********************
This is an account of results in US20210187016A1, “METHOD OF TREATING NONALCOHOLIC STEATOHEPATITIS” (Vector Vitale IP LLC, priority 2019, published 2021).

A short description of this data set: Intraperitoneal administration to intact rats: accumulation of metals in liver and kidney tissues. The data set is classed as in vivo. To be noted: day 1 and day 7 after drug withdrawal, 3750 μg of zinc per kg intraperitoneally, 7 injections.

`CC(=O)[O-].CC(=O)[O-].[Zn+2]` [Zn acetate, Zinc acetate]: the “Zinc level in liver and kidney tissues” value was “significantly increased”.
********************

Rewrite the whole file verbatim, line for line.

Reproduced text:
This is an account of results in US20210187016A1, “METHOD OF TREATING NONALCOHOLIC STEATOHEPATITIS” (Vector Vitale IP LLC, priority 2019, published 2021).

A short description of this data set: Intraperitoneal administration to intact rats: accumulation of metals in liver and kidney tissues. The data set is classed as in vivo. To be noted: day 1 and day 7 after drug withdrawal, 3750 μg of zinc per kg intraperitoneally, 7 injections.

`CC(=O)[O-].CC(=O)[O-].[Zn+2]` [Zn acetate, Zinc acetate]: the “Zinc level in liver and kidney tissues” value was “significantly increased”.